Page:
This report was prepared as a part of the project "The POW/MIA Issue in U.S.-North Korean Relations." The report consists of three volumes. This volume addresses American prisoners of war (POW) and missing in action (MIA) cases who were not repatriated following the Korean War, with particular emphasis on whether any American servicemen were transferred to USSR territory during the war. The author finds evidence that Americans were in fact transferred to the USSR from the Korean War zone of combat operations. The tentative identity of one individual is presented, as is an estimate that approximately 50 American POW/MIAs were transferred to Soviet territory. The report looks at evidence that Americans were transported to and retained in the People's Republic of China, concluding that with the exception of highly publicized cases that eventually led to repatriation, American servicemen were not retained in China following the war. The report also discusses the location of American remains in North Korean territory and suggests policy measures that could improve the chances of their recovery and repatriation. It concludes with recommendations for a U.S. policy toward recovering remains from North Korea. The central elements of this strategy derive from the requirement to retrieve additional identification media from North Korea. The proposed change in U.S. policy shifts priority to methods of recovering remains that will increase the possibility that remains can be confidently associated with Americans who did not return from the Korean War
The post-Soviet archives : organization, access and declassification by Theodore William Karasik( Book )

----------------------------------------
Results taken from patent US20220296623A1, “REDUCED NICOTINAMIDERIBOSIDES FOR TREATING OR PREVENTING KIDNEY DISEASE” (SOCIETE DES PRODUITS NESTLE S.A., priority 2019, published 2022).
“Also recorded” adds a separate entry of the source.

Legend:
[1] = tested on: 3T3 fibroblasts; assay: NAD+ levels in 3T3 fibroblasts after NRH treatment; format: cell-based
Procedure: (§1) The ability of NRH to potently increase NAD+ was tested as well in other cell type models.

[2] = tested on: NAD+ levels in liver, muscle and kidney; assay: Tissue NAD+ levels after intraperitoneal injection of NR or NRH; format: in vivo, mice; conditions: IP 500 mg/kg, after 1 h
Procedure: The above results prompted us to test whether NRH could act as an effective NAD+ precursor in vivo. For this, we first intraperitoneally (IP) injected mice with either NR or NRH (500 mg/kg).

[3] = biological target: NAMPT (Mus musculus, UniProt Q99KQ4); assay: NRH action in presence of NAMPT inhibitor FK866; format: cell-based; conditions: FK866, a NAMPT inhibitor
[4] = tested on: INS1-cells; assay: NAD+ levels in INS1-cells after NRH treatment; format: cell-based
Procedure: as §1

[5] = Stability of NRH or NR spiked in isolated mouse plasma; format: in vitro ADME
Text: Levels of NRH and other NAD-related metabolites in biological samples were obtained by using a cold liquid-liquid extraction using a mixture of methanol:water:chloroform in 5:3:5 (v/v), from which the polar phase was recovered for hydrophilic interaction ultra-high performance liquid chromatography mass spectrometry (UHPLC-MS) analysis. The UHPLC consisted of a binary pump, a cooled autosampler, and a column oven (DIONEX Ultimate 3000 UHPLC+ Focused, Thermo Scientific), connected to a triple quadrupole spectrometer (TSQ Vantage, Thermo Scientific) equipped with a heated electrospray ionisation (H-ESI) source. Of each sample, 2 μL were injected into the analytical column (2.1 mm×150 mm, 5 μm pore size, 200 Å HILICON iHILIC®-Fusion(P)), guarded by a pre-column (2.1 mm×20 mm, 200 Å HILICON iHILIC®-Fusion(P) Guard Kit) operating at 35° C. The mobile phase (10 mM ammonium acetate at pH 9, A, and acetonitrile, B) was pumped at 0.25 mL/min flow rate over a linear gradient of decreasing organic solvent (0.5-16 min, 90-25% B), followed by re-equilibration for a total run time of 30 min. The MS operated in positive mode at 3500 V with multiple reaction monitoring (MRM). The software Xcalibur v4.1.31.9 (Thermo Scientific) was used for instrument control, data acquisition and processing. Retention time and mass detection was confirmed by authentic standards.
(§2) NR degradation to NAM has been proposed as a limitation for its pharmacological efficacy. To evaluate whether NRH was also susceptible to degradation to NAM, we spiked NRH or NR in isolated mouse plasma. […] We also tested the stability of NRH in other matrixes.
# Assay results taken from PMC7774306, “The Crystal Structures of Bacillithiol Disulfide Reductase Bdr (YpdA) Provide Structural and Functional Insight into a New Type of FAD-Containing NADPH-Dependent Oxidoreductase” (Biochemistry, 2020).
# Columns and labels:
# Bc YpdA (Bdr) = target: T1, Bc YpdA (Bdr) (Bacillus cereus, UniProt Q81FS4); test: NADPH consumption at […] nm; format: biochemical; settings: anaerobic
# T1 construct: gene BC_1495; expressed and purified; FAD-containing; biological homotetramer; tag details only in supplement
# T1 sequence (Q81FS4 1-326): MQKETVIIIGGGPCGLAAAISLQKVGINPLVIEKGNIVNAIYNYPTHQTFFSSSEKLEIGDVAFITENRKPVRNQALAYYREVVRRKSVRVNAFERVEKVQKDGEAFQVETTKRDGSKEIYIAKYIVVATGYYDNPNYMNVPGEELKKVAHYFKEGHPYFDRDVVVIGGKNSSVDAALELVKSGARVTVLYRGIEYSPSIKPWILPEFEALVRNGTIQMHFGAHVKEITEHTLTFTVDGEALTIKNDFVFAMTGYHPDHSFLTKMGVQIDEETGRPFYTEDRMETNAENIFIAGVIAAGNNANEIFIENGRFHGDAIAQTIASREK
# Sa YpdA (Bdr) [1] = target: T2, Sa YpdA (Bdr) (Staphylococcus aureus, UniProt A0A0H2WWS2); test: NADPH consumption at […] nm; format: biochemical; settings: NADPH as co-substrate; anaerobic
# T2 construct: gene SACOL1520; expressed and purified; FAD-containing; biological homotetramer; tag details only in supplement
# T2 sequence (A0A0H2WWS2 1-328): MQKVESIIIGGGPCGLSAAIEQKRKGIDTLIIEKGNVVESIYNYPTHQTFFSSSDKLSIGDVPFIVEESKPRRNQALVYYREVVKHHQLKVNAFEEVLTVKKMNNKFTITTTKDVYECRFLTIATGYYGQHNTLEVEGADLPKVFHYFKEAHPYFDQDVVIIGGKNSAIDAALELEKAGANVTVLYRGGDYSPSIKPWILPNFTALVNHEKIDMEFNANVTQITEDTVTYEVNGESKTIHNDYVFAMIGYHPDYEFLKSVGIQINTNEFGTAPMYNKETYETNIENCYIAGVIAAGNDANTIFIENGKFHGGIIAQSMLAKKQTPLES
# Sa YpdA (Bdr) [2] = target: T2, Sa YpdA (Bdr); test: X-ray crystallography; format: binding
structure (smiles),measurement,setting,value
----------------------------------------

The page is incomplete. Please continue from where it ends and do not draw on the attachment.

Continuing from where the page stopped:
3 editions published in 1993 in English and held by 188 WorldCat member libraries worldwide

This report describes and analyzes the structures, access, and declassification procedures within the post-Soviet archives. Although there are numerous holdings within former Soviet territory which collected and housed materials between 1917 and 1991, only those associated with the top leadership bodies (the CPSU Politburo, Secretariat, and Central Committee); the diplomatic, security, and intelligence services (the NKVD, KGB, and GRU); and the former Soviet military are examined. These include the Center for the Preservation of Contemporary Documents, Russian Center of Conservation and Study of Records for Modern History, Russian State Archives, the Russian Foreign Policy Archives, the Imperial Russian Foreign Policy Archives, the Russian Presidential Archives, the KGB Archives, the GRU Archives, and the CIS Military Archives. Overall, declassification will remain a key obstacle to any quick access to records in the post-Soviet archives. Throughout the archival system, managers and archivists complain bitterly about the lack of funds and manpower needed to peel away years of secrecy. One manager stated that it will take a decade before any materials can be released based on current funding levels. Thus many archives turn to Western interests for future funding opportunities to declassify materials quicker. Pressure must be applied to other Russian institutions to allow a quickening of declassification. KGB, GRU, and CIS military archives must be opened to Western specialists through negotiation with these institutions and not through the Russian government organs. However, secrecy on certain issues should be respected since materials can be damaging to both Russian and U.S. interests. The author gathered most of the information found within this document through interviews with Russian archival officials during a visit to Moscow between May 23 through May 31, 1992
European defense and the future of transatlantic cooperation by Scott Allen Harris( Book )

3 editions published in 1993 in English and held by 180 WorldCat member libraries worldwide